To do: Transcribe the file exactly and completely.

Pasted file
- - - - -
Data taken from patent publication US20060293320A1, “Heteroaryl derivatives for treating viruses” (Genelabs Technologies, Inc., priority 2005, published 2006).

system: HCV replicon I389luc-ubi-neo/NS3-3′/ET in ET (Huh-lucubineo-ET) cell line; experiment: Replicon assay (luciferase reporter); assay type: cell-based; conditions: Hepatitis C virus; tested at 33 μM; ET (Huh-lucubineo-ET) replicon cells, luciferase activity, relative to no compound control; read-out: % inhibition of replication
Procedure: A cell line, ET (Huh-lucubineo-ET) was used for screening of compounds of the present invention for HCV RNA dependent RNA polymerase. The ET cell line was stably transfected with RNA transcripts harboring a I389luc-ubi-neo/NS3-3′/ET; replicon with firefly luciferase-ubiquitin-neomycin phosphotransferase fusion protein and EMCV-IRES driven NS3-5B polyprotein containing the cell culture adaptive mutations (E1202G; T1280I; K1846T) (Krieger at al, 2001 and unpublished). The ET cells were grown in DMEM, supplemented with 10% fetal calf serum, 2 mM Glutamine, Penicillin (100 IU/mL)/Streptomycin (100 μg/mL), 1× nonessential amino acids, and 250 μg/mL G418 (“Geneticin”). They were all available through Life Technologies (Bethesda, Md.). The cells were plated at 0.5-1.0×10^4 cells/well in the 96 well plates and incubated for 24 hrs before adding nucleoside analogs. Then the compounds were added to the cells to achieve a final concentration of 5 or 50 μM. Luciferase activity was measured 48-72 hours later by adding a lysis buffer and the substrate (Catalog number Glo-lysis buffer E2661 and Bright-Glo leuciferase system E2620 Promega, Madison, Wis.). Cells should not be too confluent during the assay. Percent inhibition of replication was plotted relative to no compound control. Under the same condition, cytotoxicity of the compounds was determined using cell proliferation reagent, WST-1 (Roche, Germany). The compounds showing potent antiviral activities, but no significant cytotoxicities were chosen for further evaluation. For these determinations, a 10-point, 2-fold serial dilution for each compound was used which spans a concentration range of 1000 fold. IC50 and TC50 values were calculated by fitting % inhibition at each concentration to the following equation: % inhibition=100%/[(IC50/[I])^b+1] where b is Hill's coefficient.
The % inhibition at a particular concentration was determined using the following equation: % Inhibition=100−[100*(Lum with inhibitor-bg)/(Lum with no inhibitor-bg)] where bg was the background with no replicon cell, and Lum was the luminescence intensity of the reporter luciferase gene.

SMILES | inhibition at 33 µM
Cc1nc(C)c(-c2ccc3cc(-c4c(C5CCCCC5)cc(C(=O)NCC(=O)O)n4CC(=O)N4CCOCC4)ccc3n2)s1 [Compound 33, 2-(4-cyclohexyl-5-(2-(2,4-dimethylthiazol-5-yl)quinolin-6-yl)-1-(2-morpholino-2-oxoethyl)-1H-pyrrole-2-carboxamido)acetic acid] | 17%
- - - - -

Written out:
Data taken from patent publication US20060293320A1, “Heteroaryl derivatives for treating viruses” (Genelabs Technologies, Inc., priority 2005, published 2006).

system: HCV replicon I389luc-ubi-neo/NS3-3′/ET in ET (Huh-lucubineo-ET) cell line; experiment: Replicon assay (luciferase reporter); assay type: cell-based; conditions: Hepatitis C virus; tested at 33 μM; ET (Huh-lucubineo-ET) replicon cells, luciferase activity, relative to no compound control; read-out: % inhibition of replication
Procedure: A cell line, ET (Huh-lucubineo-ET) was used for screening of compounds of the present invention for HCV RNA dependent RNA polymerase. The ET cell line was stably transfected with RNA transcripts harboring a I389luc-ubi-neo/NS3-3′/ET; replicon with firefly luciferase-ubiquitin-neomycin phosphotransferase fusion protein and EMCV-IRES driven NS3-5B polyprotein containing the cell culture adaptive mutations (E1202G; T1280I; K1846T) (Krieger at al, 2001 and unpublished). The ET cells were grown in DMEM, supplemented with 10% fetal calf serum, 2 mM Glutamine, Penicillin (100 IU/mL)/Streptomycin (100 μg/mL), 1× nonessential amino acids, and 250 μg/mL G418 (“Geneticin”). They were all available through Life Technologies (Bethesda, Md.). The cells were plated at 0.5-1.0×10^4 cells/well in the 96 well plates and incubated for 24 hrs before adding nucleoside analogs. Then the compounds were added to the cells to achieve a final concentration of 5 or 50 μM. Luciferase activity was measured 48-72 hours later by adding a lysis buffer and the substrate (Catalog number Glo-lysis buffer E2661 and Bright-Glo leuciferase system E2620 Promega, Madison, Wis.). Cells should not be too confluent during the assay. Percent inhibition of replication was plotted relative to no compound control. Under the same condition, cytotoxicity of the compounds was determined using cell proliferation reagent, WST-1 (Roche, Germany). The compounds showing potent antiviral activities, but no significant cytotoxicities were chosen for further evaluation. For these determinations, a 10-point, 2-fold serial dilution for each compound was used which spans a concentration range of 1000 fold. IC50 and TC50 values were calculated by fitting % inhibition at each concentration to the following equation: % inhibition=100%/[(IC50/[I])^b+1] where b is Hill's coefficient.
The % inhibition at a particular concentration was determined using the following equation: % Inhibition=100−[100*(Lum with inhibitor-bg)/(Lum with no inhibitor-bg)] where bg was the background with no replicon cell, and Lum was the luminescence intensity of the reporter luciferase gene.

SMILES | inhibition at 33 µM
Cc1nc(C)c(-c2ccc3cc(-c4c(C5CCCCC5)cc(C(=O)NCC(=O)O)n4CC(=O)N4CCOCC4)ccc3n2)s1 [Compound 33, 2-(4-cyclohexyl-5-(2-(2,4-dimethylthiazol-5-yl)quinolin-6-yl)-1-(2-morpholino-2-oxoethyl)-1H-pyrrole-2-carboxamido)acetic acid] | 17%